The objective of the second gift conversion series was to solicit and receive an additional gift from a new donor as quickly as possible. New donors would receive a “special” series after they join, which lasted about six to eight weeks and included an ask to join CARE’s monthly donor program, Partners for Change. Non-monthly donors would begin receive the existing “tried and true” mail stream.

Jones described monthly giving information as “the holy grail of asks,” which is why it’s an area of great focus for CARE. The ask is visually appealing and higher-end looking, and if they have the donor’s phone number, CARE will reach out that way to make the ask. A donor who gives a gift of $1,000 or more through an acquisition mailing would not be put into a monthly ask.

Donors are thanked twice, asked how they wish to communicate, and sent an appeal with the same messages they were brought in on, Jones said, all within a matter of eight weeks or less. The strategy helped to raise the conversion rate by 16 percent in the first year.

CARE also had been seeing its high-value donor file shrinking, with its $500-plus file dipping 17 percent and its $500-plus revenue dropping by 20 percent between 2008 and 2009, and a continued decline into 2010. Of all mid-level donors and revenue, Jones said mail-responsive donors contributed 67 percent of overall revenue and direct mail donors gave six times more in a given year than others did. CARE considers mid-level donors to be those giving anywhere from $1,000 to $10,000.

Seeking to keep these donors engaged, CARE introduced the President’s Circle, with objectives to increase retention of donors giving at the $1,000 level, boost the number of $1,000 donors, more aggressively reactivate lapsed mid-level donors, and provide a bridge between traditional direct response and high level, one-to-one cultivation, like major gifts.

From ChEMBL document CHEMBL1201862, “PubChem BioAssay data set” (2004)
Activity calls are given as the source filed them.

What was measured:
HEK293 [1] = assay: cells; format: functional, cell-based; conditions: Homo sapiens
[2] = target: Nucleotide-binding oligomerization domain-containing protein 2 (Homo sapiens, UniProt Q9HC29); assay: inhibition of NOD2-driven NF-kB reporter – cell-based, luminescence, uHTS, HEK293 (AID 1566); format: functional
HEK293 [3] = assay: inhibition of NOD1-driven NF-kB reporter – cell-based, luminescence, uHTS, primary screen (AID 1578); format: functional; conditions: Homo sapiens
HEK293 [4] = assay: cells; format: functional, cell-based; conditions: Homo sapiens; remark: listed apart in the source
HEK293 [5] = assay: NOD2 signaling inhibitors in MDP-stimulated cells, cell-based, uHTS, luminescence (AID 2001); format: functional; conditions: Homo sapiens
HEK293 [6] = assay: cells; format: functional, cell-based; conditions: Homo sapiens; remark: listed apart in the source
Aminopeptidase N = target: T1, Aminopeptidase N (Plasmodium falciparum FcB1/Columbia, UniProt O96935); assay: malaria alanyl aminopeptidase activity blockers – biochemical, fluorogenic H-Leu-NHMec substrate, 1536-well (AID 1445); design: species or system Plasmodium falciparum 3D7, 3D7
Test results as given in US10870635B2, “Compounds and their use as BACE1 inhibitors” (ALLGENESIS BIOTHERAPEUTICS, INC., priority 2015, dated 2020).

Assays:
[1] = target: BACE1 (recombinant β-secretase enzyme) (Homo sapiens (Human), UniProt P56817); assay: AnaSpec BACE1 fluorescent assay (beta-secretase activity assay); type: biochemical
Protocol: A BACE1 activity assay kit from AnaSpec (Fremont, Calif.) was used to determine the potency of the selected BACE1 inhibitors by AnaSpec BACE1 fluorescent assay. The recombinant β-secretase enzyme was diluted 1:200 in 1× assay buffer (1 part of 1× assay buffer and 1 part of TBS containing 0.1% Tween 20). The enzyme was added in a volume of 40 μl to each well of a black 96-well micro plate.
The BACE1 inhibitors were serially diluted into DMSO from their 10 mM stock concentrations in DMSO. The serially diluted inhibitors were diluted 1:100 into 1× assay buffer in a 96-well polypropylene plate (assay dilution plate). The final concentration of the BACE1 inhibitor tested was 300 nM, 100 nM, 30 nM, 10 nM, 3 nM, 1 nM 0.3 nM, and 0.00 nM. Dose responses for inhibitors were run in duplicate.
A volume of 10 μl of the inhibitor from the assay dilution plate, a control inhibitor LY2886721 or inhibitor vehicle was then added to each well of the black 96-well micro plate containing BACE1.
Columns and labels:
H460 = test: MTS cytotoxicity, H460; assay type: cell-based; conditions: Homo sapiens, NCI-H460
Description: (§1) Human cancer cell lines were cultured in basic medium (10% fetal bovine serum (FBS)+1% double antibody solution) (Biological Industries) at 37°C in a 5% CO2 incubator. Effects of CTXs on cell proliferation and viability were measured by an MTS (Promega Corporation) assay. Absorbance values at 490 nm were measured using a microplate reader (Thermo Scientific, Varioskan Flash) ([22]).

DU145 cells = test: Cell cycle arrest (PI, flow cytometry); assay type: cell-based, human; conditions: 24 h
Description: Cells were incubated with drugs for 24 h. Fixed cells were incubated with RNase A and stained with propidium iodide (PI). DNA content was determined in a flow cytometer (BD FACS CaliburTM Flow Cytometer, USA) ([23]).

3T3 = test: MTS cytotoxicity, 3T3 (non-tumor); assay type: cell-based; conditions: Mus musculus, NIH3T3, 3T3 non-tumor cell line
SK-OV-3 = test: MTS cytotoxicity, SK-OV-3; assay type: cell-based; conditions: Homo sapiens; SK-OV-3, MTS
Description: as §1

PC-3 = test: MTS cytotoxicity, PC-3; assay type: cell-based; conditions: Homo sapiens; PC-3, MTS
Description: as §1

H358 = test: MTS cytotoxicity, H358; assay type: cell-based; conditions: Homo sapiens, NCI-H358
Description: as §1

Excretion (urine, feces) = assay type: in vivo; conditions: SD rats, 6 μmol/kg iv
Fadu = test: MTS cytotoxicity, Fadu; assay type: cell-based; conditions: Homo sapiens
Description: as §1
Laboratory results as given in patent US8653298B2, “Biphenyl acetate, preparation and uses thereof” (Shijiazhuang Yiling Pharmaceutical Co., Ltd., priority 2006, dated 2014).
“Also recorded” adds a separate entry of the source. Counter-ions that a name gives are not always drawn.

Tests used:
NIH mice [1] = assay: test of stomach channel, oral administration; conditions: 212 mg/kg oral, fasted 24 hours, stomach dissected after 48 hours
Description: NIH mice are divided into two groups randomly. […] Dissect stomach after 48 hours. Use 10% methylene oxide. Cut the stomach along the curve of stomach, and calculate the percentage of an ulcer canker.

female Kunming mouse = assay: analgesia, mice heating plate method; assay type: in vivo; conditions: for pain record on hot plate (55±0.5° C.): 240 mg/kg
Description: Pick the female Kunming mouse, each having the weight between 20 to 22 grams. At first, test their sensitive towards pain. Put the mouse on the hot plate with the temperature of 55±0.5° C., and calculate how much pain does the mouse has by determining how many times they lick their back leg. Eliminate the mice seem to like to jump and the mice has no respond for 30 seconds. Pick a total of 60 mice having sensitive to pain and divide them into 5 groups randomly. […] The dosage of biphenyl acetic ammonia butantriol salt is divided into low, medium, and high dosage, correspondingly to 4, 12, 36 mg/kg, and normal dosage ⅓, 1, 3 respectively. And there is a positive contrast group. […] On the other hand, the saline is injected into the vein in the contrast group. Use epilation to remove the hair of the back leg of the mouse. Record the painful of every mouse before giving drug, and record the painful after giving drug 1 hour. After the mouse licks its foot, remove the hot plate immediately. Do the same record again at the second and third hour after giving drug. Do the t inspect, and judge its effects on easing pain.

CARE employed a two-pronged approach. For those already giving at the $1,000 level, they were welcomed into the President’s Circle with a welcome package, which included an opt-out option. That was sent to 0-24 month donors who gave a $1,000 gift. Another invitation package was sent to 0-24 month donors with cumulative giving of $500-$999 and 25-36 month donors with single gifts of $1,000 to $4,999.

They were essentially the same packages, only that one said welcome and the other said “you’re invited,” according to Jones, but both were highly personalized wit ha high-end feel, including a personal letter from CARE President & CEO Helene Gayle and a certification of appreciation. Jones said certification might look cheesy but donors love it.

The benefits of the President’s Circle were touted as access to Gayle, exclusive “insider” or mission-centered information, a deeper look at different CARE programs, and create a closer, more personalized connection with the organization while conveying a status as true investors in the mission.

The communication plan for this year involves multichannel approach, said Jones, with all donor touches referencing their membership in the President’s Circle, always recognizing their membership in it.

Donors who were welcomed are continuing to give at their same giving levels and the average gift for donors who were invited is 7 percent higher than same period in the prior year, which speaks to the loyalty, Jones said. The number of mid-level donors increased 15 percent and revenue rose 12 percent, she added, and only a couple of dozen donors out of thousands didn’t accept the invitation to he President’s Circle.